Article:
Pagination in Django

Pagination in Django

Find code here.

Django Constructs

When implementing pagination in Django, rather than re-inventing the logic required for pagination, you’ll work with the following constructs:

  1. Paginator – splits a Django QuerySet or list into chunks of Page objects.
  2. Page – holds the actual paginated data along with pagination metadata.
  • Paginator – splits a Django QuerySet or list into chunks of Page objects.
  • Page – holds the actual paginated data along with pagination metadata.
  • Let’s look at some quick examples.

    Paginator

    from django.contrib.auth.models import User
    
    
    for num in range(43):
    User.objects.create(username=f"{num}")
    

    Here, we created 43 User objects.

    Next, we’ll import the Paginator class and create a new instance:

    from django.contrib.auth.models import User
    from django.core.paginator import Paginator
    
    users = User.objects.all()
    
    paginator = Paginator(users, 10)
    
    print(paginator.num_pages)  # => 5
    

    The Paginator class takes four parameters:

    1. object_list – any object with a count() or __len__() method, like a list, tuple, or QuerySet
    2. per_page – maximum number of items to include on a page
    3. orphans (optional) – used to prevent the last page from having very few items, defaults to 0
    4. allow_empty_first_page (optional) – as implied by the name, you can raise an EmtpyPage error if you disallow the first page from being empty by setting the argument to False, defaults to True
  • object_list – any object with a count() or __len__() method, like a list, tuple, or QuerySet
  • per_page – maximum number of items to include on a page
  • orphans (optional) – used to prevent the last page from having very few items, defaults to 0
  • allow_empty_first_page (optional) – as implied by the name, you can raise an EmtpyPage error if you disallow the first page from being empty by setting the argument to False, defaults to True
  • So, in the above example, we sliced the users into pages (or chunks) of ten. The first four pages will have ten users while the last page will have three.

    The Paginator class has the following attributes:

    1. count – total number of objects
    2. num_pages – total number of pages
    3. page_range – range iterator of page numbers
  • count – total number of objects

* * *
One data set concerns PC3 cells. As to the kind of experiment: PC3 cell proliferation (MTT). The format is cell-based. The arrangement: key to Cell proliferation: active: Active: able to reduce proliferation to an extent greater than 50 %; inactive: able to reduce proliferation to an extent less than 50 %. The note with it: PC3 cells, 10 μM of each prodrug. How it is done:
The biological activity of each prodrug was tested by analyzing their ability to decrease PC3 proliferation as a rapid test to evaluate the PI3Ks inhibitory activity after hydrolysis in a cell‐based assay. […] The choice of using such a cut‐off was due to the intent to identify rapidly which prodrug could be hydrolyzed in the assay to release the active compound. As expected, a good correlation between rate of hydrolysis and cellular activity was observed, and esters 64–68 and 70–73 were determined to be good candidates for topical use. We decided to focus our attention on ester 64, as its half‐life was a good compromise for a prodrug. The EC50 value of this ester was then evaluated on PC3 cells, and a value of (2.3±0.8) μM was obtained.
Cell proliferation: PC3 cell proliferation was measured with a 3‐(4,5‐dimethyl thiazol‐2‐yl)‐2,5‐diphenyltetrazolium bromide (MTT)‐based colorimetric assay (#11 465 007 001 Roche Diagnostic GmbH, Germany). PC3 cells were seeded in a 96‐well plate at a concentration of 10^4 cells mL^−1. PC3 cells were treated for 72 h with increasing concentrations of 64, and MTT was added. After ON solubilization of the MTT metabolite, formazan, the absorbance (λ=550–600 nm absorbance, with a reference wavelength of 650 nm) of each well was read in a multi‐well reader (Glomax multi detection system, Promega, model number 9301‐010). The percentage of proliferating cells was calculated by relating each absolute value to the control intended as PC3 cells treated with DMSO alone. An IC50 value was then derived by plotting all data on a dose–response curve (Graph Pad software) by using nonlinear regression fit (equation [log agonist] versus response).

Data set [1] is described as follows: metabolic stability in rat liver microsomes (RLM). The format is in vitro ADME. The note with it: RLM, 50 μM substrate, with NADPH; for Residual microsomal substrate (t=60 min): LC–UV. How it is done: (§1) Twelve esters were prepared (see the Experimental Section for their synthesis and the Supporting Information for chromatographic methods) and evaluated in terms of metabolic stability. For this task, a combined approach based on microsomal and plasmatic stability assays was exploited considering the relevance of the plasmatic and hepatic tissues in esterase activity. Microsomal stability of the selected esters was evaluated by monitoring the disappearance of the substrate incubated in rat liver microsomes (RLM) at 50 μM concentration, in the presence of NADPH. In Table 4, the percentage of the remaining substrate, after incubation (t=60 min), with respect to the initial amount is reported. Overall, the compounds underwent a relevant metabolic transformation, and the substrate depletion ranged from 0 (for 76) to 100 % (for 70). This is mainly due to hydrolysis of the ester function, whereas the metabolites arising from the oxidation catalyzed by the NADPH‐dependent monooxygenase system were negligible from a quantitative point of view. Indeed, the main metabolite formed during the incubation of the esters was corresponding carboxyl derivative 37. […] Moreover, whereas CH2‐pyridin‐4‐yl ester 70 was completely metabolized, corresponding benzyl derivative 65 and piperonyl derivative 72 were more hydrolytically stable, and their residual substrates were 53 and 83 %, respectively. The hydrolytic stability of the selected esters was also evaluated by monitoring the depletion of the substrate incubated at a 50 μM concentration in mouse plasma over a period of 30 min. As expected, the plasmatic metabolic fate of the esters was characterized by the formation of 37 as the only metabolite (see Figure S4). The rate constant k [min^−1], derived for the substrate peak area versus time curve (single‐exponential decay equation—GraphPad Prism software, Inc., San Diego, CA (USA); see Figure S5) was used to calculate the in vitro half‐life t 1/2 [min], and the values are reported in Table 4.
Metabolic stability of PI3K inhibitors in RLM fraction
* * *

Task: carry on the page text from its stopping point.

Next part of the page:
• num_pages – total number of pages
  • page_range – range iterator of page numbers
  • For consistent paginated results, the QuerySet or the model should be ordered.

    If you’d prefer to not have just three users on the final page, you can use the orphans argument like so to add the final three users to the previous page:

    from django.contrib.auth.models import User
    from django.core.paginator import Paginator
    
    users = User.objects.all()
    
    paginator = Paginator(users, 10, orphans=3)
    
    print(paginator.num_pages)  # => 4
    

    So, when the number of remaining objects for the last page is less than or equal to the value of orphans, those objects will be added to the previous page.

    Page

    After the Django QuerySet has been broken up into Page objects. We can then use the page() method to access the data for each page by passing the page number to it:

    from django.contrib.auth.models import User
    from django.core.paginator import Paginator
    
    users = User.objects.all()
    
    paginator = Paginator(users, 10)
    
    page_obj = paginator.page(1)
    
    print(page_obj)  # => <Page 1 of 5>
    

    Here, page_obj gives us a page object that represents the first page of results. This can then be used in your templates.

    Note that we didn’t literally create a Page instance. Instead, we obtained the instance from the Paginator class.

    What happens if the page doesn’t exist?

    from django.contrib.auth.models import User
    from django.core.paginator import Paginator
    
    users = User.objects.all()